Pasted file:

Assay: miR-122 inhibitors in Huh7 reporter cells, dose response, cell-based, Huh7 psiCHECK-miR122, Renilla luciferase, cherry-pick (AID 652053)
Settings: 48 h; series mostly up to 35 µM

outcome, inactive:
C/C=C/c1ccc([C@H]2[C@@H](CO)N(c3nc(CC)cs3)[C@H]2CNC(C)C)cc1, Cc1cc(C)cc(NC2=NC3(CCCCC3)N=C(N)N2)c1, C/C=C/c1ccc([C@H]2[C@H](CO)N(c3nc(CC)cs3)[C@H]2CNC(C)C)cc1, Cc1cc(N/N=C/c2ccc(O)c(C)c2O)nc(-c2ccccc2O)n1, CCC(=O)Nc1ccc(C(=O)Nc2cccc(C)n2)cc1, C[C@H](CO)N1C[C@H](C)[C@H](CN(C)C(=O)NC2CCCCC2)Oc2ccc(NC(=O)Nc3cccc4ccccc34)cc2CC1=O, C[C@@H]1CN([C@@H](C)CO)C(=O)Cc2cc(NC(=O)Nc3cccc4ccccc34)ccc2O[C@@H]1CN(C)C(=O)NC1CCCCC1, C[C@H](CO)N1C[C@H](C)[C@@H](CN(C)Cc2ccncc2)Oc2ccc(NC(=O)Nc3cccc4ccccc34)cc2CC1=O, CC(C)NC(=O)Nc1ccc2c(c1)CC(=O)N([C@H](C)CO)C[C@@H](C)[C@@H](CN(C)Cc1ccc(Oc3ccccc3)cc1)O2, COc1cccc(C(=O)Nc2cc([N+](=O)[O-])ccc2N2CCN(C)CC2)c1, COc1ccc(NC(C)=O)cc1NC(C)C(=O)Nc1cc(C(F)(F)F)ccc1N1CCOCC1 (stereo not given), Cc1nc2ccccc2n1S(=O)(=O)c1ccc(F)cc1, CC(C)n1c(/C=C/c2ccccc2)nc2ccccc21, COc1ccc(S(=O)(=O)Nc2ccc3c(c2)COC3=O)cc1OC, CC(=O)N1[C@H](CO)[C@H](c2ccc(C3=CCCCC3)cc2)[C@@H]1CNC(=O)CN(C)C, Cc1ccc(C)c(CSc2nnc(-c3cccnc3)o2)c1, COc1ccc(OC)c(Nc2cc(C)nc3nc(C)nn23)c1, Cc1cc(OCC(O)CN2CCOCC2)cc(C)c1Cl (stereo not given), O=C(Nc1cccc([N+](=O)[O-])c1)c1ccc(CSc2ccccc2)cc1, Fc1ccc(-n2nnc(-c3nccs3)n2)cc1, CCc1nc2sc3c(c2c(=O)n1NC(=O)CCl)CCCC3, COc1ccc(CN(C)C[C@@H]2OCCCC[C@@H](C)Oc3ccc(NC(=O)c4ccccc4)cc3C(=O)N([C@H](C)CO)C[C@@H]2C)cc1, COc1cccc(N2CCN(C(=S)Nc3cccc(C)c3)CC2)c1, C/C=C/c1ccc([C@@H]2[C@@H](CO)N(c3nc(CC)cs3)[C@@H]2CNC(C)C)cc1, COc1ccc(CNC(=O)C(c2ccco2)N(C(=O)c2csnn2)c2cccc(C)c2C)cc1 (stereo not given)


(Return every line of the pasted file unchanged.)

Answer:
Assay: miR-122 inhibitors in Huh7 reporter cells, dose response, cell-based, Huh7 psiCHECK-miR122, Renilla luciferase, cherry-pick (AID 652053)
Settings: 48 h; series mostly up to 35 µM

outcome, inactive:
C/C=C/c1ccc([C@H]2[C@@H](CO)N(c3nc(CC)cs3)[C@H]2CNC(C)C)cc1, Cc1cc(C)cc(NC2=NC3(CCCCC3)N=C(N)N2)c1, C/C=C/c1ccc([C@H]2[C@H](CO)N(c3nc(CC)cs3)[C@H]2CNC(C)C)cc1, Cc1cc(N/N=C/c2ccc(O)c(C)c2O)nc(-c2ccccc2O)n1, CCC(=O)Nc1ccc(C(=O)Nc2cccc(C)n2)cc1, C[C@H](CO)N1C[C@H](C)[C@H](CN(C)C(=O)NC2CCCCC2)Oc2ccc(NC(=O)Nc3cccc4ccccc34)cc2CC1=O, C[C@@H]1CN([C@@H](C)CO)C(=O)Cc2cc(NC(=O)Nc3cccc4ccccc34)ccc2O[C@@H]1CN(C)C(=O)NC1CCCCC1, C[C@H](CO)N1C[C@H](C)[C@@H](CN(C)Cc2ccncc2)Oc2ccc(NC(=O)Nc3cccc4ccccc34)cc2CC1=O, CC(C)NC(=O)Nc1ccc2c(c1)CC(=O)N([C@H](C)CO)C[C@@H](C)[C@@H](CN(C)Cc1ccc(Oc3ccccc3)cc1)O2, COc1cccc(C(=O)Nc2cc([N+](=O)[O-])ccc2N2CCN(C)CC2)c1, COc1ccc(NC(C)=O)cc1NC(C)C(=O)Nc1cc(C(F)(F)F)ccc1N1CCOCC1 (stereo not given), Cc1nc2ccccc2n1S(=O)(=O)c1ccc(F)cc1, CC(C)n1c(/C=C/c2ccccc2)nc2ccccc21, COc1ccc(S(=O)(=O)Nc2ccc3c(c2)COC3=O)cc1OC, CC(=O)N1[C@H](CO)[C@H](c2ccc(C3=CCCCC3)cc2)[C@@H]1CNC(=O)CN(C)C, Cc1ccc(C)c(CSc2nnc(-c3cccnc3)o2)c1, COc1ccc(OC)c(Nc2cc(C)nc3nc(C)nn23)c1, Cc1cc(OCC(O)CN2CCOCC2)cc(C)c1Cl (stereo not given), O=C(Nc1cccc([N+](=O)[O-])c1)c1ccc(CSc2ccccc2)cc1, Fc1ccc(-n2nnc(-c3nccs3)n2)cc1, CCc1nc2sc3c(c2c(=O)n1NC(=O)CCl)CCCC3, COc1ccc(CN(C)C[C@@H]2OCCCC[C@@H](C)Oc3ccc(NC(=O)c4ccccc4)cc3C(=O)N([C@H](C)CO)C[C@@H]2C)cc1, COc1cccc(N2CCN(C(=S)Nc3cccc(C)c3)CC2)c1, C/C=C/c1ccc([C@@H]2[C@@H](CO)N(c3nc(CC)cs3)[C@@H]2CNC(C)C)cc1, COc1ccc(CNC(=O)C(c2ccco2)N(C(=O)c2csnn2)c2cccc(C)c2C)cc1 (stereo not given)